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How does the UCCJA protect custody rights?

When parents divorce, the situation is not always ideal for the parents and children involved. Because of this, divorcing parents in New Mexico and other states across the nation must take the time to develop a workable child custody plan. While joint custody is the most favorable option, co-parenting is not for everyone and, in some cases, the best interest of the children might prove that primary custody with one parent is more favorable.

In a custodial and non-custodial relationship, there are still rights afforded to the non-custodial parents. In most cases, this comes in the form of visitation rights. And, if a non-custodial parent lives in another state, divorced parents might have to be more flexible with their visitation or custody plans. Nonetheless, when custodial parents exchange his or her child or children with a non-custodial parent, it is likely that the custodial parent might stress some concerns regarding what the non-custodial parent might do or attempt to do.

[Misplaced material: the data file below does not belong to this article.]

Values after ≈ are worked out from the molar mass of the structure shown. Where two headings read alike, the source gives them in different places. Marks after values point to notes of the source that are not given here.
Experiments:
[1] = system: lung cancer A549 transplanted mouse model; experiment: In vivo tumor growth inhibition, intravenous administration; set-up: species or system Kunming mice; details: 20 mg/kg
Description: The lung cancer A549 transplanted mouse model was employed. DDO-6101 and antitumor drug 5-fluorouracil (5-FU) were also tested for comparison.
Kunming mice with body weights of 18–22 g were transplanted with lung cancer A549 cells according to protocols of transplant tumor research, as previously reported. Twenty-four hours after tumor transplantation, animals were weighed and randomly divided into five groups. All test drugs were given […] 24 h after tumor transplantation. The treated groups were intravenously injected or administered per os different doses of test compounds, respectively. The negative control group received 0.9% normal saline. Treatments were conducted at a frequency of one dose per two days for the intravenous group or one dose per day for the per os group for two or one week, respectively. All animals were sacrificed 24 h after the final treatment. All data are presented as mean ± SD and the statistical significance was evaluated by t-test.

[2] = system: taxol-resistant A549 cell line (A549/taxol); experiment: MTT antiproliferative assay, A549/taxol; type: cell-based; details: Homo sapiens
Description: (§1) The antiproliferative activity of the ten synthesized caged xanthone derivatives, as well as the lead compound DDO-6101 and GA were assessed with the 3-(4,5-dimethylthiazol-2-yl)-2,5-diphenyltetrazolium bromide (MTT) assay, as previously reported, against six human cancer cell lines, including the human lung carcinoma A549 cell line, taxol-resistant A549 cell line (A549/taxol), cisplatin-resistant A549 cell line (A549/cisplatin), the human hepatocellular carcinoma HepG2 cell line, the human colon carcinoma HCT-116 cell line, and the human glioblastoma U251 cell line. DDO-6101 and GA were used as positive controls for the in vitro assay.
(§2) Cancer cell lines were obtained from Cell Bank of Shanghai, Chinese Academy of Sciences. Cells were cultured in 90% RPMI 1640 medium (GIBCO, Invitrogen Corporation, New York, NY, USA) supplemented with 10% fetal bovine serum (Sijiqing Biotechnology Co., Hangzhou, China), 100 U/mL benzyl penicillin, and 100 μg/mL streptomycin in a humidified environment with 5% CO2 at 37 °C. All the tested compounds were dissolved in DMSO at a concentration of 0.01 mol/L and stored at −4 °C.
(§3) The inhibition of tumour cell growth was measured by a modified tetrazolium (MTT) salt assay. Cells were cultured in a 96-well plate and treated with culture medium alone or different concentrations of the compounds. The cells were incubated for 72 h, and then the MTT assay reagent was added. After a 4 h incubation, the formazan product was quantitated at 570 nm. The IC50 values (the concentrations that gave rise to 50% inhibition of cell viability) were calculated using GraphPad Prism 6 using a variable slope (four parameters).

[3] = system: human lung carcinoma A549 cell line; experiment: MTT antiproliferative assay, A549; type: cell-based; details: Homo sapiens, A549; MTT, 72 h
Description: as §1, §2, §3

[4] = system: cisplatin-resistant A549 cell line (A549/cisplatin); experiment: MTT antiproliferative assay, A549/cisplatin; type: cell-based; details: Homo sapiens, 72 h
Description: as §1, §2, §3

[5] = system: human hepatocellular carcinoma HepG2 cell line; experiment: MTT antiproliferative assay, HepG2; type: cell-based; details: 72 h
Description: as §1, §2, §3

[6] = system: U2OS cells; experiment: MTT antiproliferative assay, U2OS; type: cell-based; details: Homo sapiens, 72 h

In these matters, the Uniform Child Custody Jurisdiction Act or the UCCJA works to protect the rights of custodial parents. How does the UCCJA protect custody rights?

First, this act, which was passed in 1968, was designed to discourage noncustodial parents from attempting interstate kidnapping of their children. Prior to this act, it was common place for non-custodial parents to take his or her children across state lines in attempt to find a sympathetic court to reverse his or her unfavorable custody order.

The UCCJA works to establish jurisdiction over a child custody case in one state and protects the order of that state from modification occurring in any other state, so long as the original state retains jurisdiction over the case. The idea is that if a non-custodial parent cannot seek modification of an existing custody order in another state, the incentive to run with the child is greatly diminished.

While the UCCJA works to protect the right of custodial parents, both custodial and non-custodial parents are afforded rights when a child custody order is established. If issues or disputes ensue following a child custody order being established, it is important that divorced parents are aware of the rights afforded to them. Taking proper and timely steps to understand his or her legal rights will also help protect the best interests of the children involved.

Source:, "Child Custody Jurisdiction and Enforcement Act Summary," accessed on Oct. 16, 2016

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